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Canada Right to Counsel: Confessions of Dangerously Unrepresented Minds

JURIST Guest Columnist Timothy Moore of York University and Special Guest Columnist Andras Schreck of Schreck Presser Law say a recent ruling by the Supreme Court of Canada leaves suspects with such a weak right to counsel that police interrogations are quite likely to lead to false confessions...

The Supreme Court of Canada ruled earlier this month that the right to counsel is a one-time-only opportunity, with few exceptions. In a 5-4 decision, the majority in R. v. Sinclair, held that the essential purpose of the right to counsel is informational rather than protective.

Sinclair had been arrested for murder. After being advised of his right to counsel, he had two, three-minute telephone conversations with his lawyer prior to a police interrogation that lasted 5 hours. He was denied repeated requests for further consultation with counsel.

In our opinion, the majority decision erodes constitutional protections of detainees and expands police powers at the cost of fewer safeguards for suspects. The ruling in Sinclair cannot be fully appreciated without reference to R. v. Singh. In Singh, again by a 5-4 majority, the Supreme Court sanctioned the use by the police of persistent questioning, notwithstanding the suspect's objection that he did not wish to speak. The court noted that although the suspect can seek refuge in silence, there is no right, "not to be spoken to by state authorities." The distinction is significant and renders the right to silence relatively meaningless. Typically, a suspect will have been instructed by counsel to remain silent. Upon the assertion of this right, it is routinely ignored and subverted by the police. The suspect's resolve may crumble in the face of evidence (real or fabricated) and his possible confusion regarding legal advice to remain silent is juxtaposed with the police's unremitting questions. Should it surprise us that the suspect might seek further assistance from counsel? Following Sinclair, he will not get it. In light of the growing concerns and awareness of the risks of false confessions, this state of affairs is especially worrisome.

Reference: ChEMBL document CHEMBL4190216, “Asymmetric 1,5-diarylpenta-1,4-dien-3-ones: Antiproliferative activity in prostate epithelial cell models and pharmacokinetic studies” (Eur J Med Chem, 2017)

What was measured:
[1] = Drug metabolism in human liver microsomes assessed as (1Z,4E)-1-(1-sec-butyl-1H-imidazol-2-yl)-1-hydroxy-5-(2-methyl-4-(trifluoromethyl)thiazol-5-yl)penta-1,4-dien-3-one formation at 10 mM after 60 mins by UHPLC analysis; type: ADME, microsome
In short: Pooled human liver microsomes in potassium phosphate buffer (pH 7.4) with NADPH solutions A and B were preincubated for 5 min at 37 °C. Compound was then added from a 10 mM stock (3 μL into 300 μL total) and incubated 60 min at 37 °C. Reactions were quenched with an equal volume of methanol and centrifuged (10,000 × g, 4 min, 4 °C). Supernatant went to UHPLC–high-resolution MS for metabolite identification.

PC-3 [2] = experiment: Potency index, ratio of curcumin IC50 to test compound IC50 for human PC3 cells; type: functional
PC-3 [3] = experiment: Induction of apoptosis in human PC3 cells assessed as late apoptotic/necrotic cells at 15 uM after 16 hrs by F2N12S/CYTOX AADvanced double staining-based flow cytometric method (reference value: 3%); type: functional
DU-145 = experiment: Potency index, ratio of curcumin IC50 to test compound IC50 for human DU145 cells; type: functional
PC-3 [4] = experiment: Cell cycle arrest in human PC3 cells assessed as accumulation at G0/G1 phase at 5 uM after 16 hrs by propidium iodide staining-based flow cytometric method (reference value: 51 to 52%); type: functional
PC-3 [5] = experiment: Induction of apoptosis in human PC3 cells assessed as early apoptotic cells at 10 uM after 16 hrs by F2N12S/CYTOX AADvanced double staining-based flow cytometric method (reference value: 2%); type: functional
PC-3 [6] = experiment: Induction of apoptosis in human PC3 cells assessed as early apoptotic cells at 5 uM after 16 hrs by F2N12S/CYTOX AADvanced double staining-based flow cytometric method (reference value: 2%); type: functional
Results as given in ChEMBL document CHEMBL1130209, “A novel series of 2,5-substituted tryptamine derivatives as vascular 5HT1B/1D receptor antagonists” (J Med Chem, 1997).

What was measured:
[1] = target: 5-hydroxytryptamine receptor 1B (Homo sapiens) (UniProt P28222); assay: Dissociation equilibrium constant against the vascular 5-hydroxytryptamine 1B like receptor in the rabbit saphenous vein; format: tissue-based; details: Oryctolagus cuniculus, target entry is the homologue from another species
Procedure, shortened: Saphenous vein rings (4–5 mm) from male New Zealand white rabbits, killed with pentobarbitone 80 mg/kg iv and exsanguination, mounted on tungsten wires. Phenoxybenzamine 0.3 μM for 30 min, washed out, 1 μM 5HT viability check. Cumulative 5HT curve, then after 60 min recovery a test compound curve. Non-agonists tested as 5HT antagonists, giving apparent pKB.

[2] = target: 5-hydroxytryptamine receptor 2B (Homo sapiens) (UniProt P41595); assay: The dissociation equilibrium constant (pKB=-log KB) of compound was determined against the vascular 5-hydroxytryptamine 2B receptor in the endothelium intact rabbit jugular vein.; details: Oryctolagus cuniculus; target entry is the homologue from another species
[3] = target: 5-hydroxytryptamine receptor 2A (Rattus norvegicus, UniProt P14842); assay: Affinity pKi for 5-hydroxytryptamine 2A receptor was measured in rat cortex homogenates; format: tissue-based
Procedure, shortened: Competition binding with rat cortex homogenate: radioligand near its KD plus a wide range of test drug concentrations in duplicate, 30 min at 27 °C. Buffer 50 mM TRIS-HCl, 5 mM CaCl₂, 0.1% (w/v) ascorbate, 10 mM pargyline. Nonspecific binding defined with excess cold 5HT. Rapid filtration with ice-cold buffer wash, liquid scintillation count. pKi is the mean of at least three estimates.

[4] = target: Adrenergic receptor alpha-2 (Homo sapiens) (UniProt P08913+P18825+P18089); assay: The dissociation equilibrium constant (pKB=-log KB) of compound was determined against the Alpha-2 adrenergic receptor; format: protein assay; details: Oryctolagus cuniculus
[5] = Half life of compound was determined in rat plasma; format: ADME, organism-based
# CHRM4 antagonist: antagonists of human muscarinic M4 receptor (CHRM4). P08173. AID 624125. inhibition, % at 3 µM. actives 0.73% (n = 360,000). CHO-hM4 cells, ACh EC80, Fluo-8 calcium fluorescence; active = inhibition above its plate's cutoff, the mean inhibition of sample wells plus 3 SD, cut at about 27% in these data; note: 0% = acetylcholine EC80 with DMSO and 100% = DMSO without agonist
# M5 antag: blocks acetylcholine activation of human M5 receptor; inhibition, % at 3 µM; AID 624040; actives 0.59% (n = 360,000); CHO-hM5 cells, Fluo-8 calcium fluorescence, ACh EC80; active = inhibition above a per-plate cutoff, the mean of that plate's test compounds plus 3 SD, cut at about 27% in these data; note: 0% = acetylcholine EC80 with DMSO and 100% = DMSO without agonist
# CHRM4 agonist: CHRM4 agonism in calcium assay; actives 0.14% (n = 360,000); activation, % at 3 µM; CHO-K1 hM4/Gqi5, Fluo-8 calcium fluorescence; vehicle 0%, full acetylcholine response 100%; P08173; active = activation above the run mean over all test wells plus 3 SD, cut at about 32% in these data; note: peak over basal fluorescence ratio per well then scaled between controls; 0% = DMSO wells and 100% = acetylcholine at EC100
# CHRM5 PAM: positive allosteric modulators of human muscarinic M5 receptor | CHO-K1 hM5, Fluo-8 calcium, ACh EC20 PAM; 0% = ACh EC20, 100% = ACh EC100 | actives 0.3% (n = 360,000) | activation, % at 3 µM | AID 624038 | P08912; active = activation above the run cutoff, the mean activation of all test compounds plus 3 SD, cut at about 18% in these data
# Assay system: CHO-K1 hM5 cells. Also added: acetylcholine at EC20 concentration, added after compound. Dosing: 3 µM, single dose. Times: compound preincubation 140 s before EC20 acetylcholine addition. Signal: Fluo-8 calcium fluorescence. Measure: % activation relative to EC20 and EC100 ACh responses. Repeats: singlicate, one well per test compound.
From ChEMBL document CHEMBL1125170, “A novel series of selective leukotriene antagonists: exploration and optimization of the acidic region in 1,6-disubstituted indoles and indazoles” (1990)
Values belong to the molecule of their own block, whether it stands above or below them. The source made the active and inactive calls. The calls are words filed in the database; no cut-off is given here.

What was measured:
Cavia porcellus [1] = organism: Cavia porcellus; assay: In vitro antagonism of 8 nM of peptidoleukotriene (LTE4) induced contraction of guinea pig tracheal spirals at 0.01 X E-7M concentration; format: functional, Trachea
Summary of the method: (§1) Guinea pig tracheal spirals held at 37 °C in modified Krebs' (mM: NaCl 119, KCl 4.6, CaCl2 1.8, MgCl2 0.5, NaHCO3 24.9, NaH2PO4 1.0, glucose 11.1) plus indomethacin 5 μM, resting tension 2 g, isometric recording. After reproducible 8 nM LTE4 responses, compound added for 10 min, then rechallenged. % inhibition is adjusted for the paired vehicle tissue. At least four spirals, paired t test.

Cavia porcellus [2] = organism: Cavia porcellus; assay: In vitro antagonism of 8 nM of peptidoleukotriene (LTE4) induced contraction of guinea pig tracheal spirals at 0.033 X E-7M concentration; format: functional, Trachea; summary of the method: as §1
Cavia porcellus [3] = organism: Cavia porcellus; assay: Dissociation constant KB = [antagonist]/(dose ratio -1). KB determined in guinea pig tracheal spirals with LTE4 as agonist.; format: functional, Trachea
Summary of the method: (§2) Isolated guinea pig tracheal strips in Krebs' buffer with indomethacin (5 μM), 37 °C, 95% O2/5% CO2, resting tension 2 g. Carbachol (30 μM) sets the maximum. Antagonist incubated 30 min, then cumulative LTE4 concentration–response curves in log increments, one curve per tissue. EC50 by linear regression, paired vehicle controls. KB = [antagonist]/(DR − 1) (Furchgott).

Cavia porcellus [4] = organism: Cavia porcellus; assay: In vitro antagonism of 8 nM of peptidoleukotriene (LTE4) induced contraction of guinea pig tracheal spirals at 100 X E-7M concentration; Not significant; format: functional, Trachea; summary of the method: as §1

It is indisputable that false confessions are a problem. The Reid Technique is the most influential and widely used police interrogation procedure in North America. Comprehensive critiques have identified a number of fundamental assumptions of that protocol, the dubious validity of which imperils the reliability of the entire exercise. The procedure is unabashedly guilt presumptive, confrontational, and accusatory. From the suspect's perspective, isolation, fatigue, and fear may produce a compliant (but false) confession from a person who merely wants to extricate himself from an aversive situation or succumbs to implied threats of dire consequences or implicit promises of clemency. The suspect may make a regrettable, but understandable, decision about the perceived costs and benefits of confessing. Are they confessing to something they did, or are they signing on to the spin that the interrogator has persuaded them is in their best interests to endorse? Advocates of the Reid Technique assert that innocent suspects are impervious to these tactics. The numerous DNA-exonerated defendants who had confessed belie this claim.

At trial, confessions are compelling [PDF]. In actual cases in which it was later shown that a false confession was in fact made during a custodial interrogation, jury conviction rates were at least 75 percent. Erroneous confessions appear no less powerful to jurors than truthful ones. Numerous juror simulations attest to the persuasive impact that a confession can have on the jury. A confession is one of the most important forms of evidence influencing determinations of guilt. Along with mistaken identification evidence, confessions are the predominant causes of factually wrongful convictions. People trust confessions and have difficulty disregarding them, even when there are good reasons to do so.